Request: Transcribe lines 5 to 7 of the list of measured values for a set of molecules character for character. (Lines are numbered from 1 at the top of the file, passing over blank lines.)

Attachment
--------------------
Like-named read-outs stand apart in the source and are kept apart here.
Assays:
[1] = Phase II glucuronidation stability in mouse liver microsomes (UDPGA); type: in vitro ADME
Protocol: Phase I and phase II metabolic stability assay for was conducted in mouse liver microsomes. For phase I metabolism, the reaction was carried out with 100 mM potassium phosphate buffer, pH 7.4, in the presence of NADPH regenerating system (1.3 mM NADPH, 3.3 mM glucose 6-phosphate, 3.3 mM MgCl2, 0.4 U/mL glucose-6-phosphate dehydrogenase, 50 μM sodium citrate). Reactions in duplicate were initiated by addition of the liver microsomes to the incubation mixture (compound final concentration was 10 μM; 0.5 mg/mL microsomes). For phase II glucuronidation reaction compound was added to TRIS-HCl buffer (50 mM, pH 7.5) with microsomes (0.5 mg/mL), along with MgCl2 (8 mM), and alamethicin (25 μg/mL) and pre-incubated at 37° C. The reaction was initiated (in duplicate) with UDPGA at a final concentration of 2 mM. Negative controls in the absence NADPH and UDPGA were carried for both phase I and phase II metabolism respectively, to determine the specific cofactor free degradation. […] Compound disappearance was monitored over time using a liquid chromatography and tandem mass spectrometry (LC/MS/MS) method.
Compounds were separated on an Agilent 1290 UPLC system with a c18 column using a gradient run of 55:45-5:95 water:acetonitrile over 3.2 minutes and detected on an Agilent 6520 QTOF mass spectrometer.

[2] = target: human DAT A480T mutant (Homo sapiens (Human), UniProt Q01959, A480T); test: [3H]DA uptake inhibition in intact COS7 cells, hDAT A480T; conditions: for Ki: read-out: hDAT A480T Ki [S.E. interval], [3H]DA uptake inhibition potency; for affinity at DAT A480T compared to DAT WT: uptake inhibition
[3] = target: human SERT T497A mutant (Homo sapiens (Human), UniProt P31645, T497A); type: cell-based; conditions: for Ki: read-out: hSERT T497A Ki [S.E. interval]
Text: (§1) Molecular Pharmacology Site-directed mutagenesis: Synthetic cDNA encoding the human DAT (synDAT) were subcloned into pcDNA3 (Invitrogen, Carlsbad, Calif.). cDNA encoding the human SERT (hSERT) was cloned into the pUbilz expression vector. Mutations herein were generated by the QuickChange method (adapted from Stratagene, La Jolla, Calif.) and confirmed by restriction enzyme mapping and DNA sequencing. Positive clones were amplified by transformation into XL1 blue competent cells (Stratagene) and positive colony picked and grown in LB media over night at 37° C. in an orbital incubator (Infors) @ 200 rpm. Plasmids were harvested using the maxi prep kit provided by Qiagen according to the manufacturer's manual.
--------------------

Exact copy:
Compounds were separated on an Agilent 1290 UPLC system with a c18 column using a gradient run of 55:45-5:95 water:acetonitrile over 3.2 minutes and detected on an Agilent 6520 QTOF mass spectrometer.

[2] = target: human DAT A480T mutant (Homo sapiens (Human), UniProt Q01959, A480T); test: [3H]DA uptake inhibition in intact COS7 cells, hDAT A480T; conditions: for Ki: read-out: hDAT A480T Ki [S.E. interval], [3H]DA uptake inhibition potency; for affinity at DAT A480T compared to DAT WT: uptake inhibition
[3] = target: human SERT T497A mutant (Homo sapiens (Human), UniProt P31645, T497A); type: cell-based; conditions: for Ki: read-out: hSERT T497A Ki [S.E. interval]